One way to gauge success in this industry is through aftermarket support. If you create a production bike and no one believes in it enough to make custom parts for it, the writing is on the wall. Remember a decade back when everyone who could ignite a cutting torch thought they were Jesse James? A lot of those cats thought cobbling together choppers from catalog parts and calling them “production customs” was a ticket to fame and fortune. Even the “Indians” of that time practically started out as catalog iron.
Polaris knew better. They’d learned many a bitter lesson with Victory’s V92 series cruisers and reinvented itself with the Vegas in 2002. Not only that, but the company applied its hard-won knowledge to Indian when the manufacturer took it over a few years ago. Polaris didn’t buy a bunch of S&S motors, mount them into Daytec frames, slap on some swoopy fenders, and call that an Indian. The company had the good sense to look into the past to what made Indian, well, Indian, as the foundation for its new Chief and Scout lines.
The new Scouts were greeted with such enthusiasm that Dirty Bird Concepts, long known for its baggers, embraced the middleweight bikes and started a parts line around them. When a bagger maker pulls a 180 and starts making stuff for a stripped-down peppy bike like the new Scout, it’s kind of a big deal.
This particular 2016 Scout is just the second in a line of 20 limited-edition bikes John Shope and his shop are customizing even as we speak. You probably already guessed from the pics that he’s not giving them the bagger treatment either. John knows full well that the powerplant and light weight are what make Indian’s midsizers so fun to ride. Dirty Bird’s Scout parts embrace those concepts.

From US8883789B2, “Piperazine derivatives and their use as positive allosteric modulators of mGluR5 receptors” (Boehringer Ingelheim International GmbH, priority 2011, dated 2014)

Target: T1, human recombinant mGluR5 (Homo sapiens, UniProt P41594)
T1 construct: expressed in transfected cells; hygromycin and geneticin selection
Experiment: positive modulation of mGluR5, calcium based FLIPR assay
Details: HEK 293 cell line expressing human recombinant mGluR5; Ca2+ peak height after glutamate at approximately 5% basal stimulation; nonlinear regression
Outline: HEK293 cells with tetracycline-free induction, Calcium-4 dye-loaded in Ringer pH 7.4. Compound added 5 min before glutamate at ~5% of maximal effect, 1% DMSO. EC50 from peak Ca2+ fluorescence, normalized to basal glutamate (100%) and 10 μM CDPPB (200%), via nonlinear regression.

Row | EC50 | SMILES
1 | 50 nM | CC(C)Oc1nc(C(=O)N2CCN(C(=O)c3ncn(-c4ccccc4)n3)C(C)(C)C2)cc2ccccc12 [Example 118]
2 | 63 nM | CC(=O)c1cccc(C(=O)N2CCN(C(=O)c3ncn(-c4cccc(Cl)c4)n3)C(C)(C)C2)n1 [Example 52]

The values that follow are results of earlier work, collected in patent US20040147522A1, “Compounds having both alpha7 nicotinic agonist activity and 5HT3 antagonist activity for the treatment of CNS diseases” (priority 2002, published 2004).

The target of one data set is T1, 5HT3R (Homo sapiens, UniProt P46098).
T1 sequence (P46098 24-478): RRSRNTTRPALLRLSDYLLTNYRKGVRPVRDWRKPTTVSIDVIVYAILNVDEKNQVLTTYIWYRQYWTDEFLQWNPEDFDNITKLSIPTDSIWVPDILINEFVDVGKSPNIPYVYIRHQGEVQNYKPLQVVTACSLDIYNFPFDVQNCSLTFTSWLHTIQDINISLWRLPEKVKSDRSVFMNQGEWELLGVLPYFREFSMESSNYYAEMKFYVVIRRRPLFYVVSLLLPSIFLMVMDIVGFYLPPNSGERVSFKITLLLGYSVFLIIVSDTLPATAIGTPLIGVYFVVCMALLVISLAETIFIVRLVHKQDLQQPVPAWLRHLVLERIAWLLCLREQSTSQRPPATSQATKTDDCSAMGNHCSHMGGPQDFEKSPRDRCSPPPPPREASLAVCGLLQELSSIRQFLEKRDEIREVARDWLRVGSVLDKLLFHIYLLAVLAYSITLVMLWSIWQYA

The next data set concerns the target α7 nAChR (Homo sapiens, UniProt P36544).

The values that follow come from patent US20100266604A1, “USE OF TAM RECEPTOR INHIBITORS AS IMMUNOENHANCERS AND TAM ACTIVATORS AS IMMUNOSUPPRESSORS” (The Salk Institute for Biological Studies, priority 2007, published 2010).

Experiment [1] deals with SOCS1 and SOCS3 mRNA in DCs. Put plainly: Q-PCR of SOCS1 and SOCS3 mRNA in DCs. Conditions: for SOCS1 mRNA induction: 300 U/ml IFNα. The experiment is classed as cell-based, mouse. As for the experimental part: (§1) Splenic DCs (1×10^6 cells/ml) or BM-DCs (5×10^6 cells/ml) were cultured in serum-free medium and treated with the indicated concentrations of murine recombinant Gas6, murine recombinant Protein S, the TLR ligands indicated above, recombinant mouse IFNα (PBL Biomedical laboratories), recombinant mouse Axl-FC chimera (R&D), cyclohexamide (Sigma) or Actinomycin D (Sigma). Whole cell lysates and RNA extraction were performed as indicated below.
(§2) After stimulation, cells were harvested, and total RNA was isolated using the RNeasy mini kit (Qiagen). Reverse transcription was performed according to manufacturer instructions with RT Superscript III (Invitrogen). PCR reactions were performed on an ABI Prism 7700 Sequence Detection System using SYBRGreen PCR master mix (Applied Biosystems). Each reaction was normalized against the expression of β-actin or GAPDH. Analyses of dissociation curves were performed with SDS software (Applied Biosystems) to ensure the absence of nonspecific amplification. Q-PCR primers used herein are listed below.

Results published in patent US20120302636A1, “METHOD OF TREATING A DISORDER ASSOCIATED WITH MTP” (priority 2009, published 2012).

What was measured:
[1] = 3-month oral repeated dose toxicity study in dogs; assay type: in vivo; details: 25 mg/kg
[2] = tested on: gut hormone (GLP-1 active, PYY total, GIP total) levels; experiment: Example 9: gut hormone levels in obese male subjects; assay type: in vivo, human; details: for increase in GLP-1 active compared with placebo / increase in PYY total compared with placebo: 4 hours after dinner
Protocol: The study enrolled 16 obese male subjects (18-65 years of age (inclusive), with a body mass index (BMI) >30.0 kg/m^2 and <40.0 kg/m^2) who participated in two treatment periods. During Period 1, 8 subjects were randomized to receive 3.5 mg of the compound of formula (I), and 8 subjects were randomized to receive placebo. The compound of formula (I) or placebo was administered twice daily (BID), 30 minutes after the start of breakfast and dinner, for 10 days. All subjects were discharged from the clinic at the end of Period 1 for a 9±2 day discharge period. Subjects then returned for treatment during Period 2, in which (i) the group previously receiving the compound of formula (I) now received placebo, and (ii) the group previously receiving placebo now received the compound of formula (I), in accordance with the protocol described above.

“Indian was around before Harley,” John explains. “It’s a no-brainer. Before anyone else got the Scouts, we got one from Indian. A Scout’ll burn tire for as long as you hold the throttle open. Guys are putting bags on ’em and shit like that. I think they need a race look myself.”
Bear in mind, this endorsement is coming from one of the premier baggersmiths in the country. Not only does this tell you he loves the Scout, but it says a lot about Shope that he’s open minded enough to stay true to the bike’s nature with his parts for it.
While Dirty Bird is in the business of making DIY parts for motorcycles, no one can accuse the new Scouts of being “production customs.” Thankfully, that oxymoron faded into obscurity 10 years ago. It’s easy to hindsight a fad like that, but John Shope has a prediction of his own for the near future: “The Scout’s gonna give Sportsters a hard time. It’s a barhopper from hell. The thing’s badass.”
|Dirty Bird Concepts|
|2016 Indian Scout
|Wheels, Tires, and Brakes
|Indian 16 x 3.5 in.|
|Indian 16 x 5 in.
|Legends Collision Center
|Wildfire Red and Beige|
|Legends Collision Center|
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